While originally considered to be a stimulant, ibogaine’s anti-addiction potential was believed to have been discovered accidentally in 1962 by teenaged heroin addict Howard Lotsof and five heroin-addicted friends who found it reduced their craving and withdrawal symptoms. Lotsof eventually became a leading researcher in the use of ibogaine for treating substance addictions in Europe. The National Institute on Drug Abuse (NIDA) funded clinical studies of ibogaine in the U.S. in the early 1990s, but the serious side effects of high doses – ataxia (a difficulty in coordinating muscle motion), nausea, vomiting, irregular heartbeats, other problems, and stories of possible deaths related to its usage – force the study to end in 1995.

“What this study points to is that ibogaine’s antiaddictive effects seem to be related not only to its complex pharmacology but also to the subjective experience it induces. The main aspects of this experience seem to be related to autobiographical memories, transpersonal experiences, and valuable personal insights which help individuals to confront their SUD more comprehensively.”

The December 2022 study brought ibogaine’s anti-addictive benefits back to the forefront by determining that the subjective experiences it causes may be more beneficial in addiction treatment than the pharmacological effects. That is the same type of experimentation being conducted with psilocybin mushrooms to determine whether the halluciantions are needed for them to be effective in treating post-traumatic stress disorder (PTSD) or if synthetic non-hallucinogenic forms should be developed. So far, Jose Carlos Bouso thinks ibogaine’s anti-addictive effects come from its generation of autobiographical memories, transpersonal experiences, and personal insights which help individuals to learn about and confront their addiction and overcome it.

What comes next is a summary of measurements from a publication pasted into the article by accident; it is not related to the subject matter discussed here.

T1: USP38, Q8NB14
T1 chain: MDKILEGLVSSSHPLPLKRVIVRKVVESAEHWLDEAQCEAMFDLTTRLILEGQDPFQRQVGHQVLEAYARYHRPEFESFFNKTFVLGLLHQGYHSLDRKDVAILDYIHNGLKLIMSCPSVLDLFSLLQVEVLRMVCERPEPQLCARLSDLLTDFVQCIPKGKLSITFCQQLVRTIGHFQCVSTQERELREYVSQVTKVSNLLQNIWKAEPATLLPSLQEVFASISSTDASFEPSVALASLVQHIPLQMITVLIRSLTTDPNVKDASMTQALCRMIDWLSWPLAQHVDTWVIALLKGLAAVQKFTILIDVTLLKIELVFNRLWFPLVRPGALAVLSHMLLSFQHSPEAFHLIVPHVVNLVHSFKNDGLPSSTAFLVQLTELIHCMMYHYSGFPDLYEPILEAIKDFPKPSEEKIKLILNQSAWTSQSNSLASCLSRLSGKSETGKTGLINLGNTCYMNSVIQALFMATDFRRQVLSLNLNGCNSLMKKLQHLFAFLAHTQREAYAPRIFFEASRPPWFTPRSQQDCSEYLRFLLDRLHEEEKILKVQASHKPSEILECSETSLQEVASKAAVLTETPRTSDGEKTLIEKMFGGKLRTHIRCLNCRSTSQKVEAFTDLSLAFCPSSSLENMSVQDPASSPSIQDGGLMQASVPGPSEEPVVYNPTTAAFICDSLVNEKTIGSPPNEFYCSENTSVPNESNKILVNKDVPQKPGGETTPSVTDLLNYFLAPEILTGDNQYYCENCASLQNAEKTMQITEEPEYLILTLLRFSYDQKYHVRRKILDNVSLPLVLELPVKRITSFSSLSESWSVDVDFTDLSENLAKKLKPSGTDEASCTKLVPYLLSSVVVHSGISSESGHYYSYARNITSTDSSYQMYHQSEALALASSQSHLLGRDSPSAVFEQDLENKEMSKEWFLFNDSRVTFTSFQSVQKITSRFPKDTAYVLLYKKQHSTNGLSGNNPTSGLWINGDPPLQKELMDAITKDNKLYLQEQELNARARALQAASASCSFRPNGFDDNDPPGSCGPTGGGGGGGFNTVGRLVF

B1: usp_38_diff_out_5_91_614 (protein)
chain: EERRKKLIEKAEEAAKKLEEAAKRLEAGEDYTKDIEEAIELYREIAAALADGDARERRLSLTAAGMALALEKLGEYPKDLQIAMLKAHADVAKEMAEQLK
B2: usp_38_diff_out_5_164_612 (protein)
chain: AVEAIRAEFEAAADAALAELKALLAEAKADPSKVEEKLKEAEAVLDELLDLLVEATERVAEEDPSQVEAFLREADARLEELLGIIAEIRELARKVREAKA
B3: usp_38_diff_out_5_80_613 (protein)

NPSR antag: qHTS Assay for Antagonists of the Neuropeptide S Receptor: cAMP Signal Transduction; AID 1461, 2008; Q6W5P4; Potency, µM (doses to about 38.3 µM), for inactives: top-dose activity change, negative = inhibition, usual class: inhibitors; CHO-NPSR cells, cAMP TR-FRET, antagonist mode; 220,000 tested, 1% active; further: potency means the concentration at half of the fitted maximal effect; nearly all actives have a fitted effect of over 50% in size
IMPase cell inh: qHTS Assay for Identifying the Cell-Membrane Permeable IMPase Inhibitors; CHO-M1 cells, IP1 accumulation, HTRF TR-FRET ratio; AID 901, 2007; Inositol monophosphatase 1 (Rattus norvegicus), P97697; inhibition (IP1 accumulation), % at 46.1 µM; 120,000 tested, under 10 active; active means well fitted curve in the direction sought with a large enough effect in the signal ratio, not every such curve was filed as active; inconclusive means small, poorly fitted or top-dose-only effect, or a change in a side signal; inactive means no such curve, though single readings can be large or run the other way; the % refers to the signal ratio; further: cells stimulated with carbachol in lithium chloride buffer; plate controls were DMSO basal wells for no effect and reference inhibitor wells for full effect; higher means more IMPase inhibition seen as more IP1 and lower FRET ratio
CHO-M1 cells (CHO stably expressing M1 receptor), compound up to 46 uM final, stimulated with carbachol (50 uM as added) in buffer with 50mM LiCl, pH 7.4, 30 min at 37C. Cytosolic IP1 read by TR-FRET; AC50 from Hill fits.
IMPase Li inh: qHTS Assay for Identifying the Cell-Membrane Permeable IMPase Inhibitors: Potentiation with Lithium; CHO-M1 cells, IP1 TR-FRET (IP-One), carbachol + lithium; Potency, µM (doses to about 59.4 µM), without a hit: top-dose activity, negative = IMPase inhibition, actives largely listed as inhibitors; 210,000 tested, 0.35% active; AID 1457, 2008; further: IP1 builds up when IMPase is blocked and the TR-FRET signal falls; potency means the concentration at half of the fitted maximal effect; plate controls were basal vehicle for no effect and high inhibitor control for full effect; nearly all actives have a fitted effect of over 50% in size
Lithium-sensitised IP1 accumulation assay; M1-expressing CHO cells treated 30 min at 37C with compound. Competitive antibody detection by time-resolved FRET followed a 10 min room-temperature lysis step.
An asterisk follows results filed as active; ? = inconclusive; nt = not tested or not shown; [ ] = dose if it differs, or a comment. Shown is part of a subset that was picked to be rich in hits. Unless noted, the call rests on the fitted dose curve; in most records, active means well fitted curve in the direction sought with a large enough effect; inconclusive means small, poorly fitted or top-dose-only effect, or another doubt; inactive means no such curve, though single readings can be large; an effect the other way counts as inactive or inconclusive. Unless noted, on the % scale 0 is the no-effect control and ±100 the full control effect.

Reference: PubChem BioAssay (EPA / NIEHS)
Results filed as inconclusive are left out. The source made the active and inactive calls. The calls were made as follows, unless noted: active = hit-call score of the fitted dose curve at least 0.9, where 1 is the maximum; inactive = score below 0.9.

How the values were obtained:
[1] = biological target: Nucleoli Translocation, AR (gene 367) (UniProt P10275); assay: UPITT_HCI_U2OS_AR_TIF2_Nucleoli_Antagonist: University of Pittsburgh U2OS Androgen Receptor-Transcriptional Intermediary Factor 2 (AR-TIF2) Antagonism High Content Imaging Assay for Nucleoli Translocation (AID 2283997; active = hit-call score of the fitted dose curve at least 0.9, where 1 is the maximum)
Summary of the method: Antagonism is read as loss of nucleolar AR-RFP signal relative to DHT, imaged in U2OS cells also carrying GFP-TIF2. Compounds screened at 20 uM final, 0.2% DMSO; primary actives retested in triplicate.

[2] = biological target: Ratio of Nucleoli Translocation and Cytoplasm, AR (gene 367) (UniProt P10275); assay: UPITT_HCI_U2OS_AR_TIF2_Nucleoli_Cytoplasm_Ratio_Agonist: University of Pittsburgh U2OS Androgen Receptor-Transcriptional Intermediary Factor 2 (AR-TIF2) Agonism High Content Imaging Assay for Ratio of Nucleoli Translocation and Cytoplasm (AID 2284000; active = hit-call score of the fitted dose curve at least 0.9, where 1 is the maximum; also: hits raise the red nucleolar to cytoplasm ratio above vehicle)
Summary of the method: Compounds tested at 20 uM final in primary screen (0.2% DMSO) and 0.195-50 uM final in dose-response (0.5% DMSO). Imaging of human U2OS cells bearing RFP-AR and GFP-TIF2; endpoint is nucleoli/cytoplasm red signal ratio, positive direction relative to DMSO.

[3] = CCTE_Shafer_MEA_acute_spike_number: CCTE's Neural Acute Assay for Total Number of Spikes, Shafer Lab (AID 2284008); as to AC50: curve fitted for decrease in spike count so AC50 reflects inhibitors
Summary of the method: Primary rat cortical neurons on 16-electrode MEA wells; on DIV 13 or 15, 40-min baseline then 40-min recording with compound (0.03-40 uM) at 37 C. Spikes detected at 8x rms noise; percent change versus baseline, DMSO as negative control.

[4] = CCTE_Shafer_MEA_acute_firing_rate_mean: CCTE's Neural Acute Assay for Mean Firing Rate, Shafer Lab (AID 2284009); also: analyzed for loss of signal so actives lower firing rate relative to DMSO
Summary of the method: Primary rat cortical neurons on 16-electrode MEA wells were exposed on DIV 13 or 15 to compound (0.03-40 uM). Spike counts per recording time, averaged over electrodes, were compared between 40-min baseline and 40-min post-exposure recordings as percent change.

“Psychedelic therapies are expected to grow into a nearly $11bn industry in the next five years.”

The Guardian notes what should already be obvious – the psychedelic drug industry is booming and profits are soaring, making synthetic version if ibogaine more attractive to businesses that natural forms like those dispensed in clinics in Mexico, Costa Rica and other countries where it is legal but not closely regulated. In the meantime, the market for the Tabernanthe iboga plant is also growing and harvesting it needs to be controlled before it becomes scarce.

iboga plant 

A second recent study, published in the journal Cell, perhaps best sums up the situation with ibogaine as an anti-addiction drug.

“Some people swear by ibogaine for treating addiction, but it isn’t a very good drug. It has bad side effects, and it’s not approved for use in the U.S. Our compounds mimic just one of ibogaine’s many pharmacological effects, and still replicate its most desirable effects on behavior, at least in mice.”

Brian Shoichet, co-senior author and professor in the UCSF School of Pharmacy, says his study of synthetic ibogaine has had limited success in mice. That means it is still in the good news-bad news phase, which does not bode well for addicts in states other than Colorado who are hoping to use ibogaine as a treatment.

If only the mice could work faster.

Paul Seaburn

Paul Seaburn is the editor at Mysterious Universe and its most prolific writer. He’s written for TV shows such as "The Tonight Show", "Politically Incorrect" and an award-winning children’s program. He's been published in “The New York Times" and "Huffington Post” and has co-authored numerous collections of trivia, puzzles and humor. His “What in the World!” podcast is a fun look at the latest weird and paranormal news, strange sports stories and odd trivia. Paul likes to add a bit of humor to each MU post he crafts. After all, the mysterious doesn't always have to be serious.